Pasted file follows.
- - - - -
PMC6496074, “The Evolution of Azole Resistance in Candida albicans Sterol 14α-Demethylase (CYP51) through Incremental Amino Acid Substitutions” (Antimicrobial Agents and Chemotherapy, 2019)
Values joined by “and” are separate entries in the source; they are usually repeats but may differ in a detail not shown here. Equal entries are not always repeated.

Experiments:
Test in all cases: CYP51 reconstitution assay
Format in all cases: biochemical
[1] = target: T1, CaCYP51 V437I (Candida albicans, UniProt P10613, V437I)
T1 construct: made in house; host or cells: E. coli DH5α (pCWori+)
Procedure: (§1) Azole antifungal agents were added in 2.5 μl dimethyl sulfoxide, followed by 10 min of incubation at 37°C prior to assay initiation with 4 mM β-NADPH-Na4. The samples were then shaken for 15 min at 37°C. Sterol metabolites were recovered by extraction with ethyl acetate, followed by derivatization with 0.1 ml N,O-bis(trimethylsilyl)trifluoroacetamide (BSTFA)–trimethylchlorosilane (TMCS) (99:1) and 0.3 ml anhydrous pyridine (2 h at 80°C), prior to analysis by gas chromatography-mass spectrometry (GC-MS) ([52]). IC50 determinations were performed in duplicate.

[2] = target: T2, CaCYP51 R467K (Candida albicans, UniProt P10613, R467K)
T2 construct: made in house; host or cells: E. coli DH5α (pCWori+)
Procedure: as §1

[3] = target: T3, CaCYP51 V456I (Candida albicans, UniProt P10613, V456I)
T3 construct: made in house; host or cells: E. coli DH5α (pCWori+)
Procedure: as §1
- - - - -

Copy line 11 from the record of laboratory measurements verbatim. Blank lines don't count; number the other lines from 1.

Procedure: as §1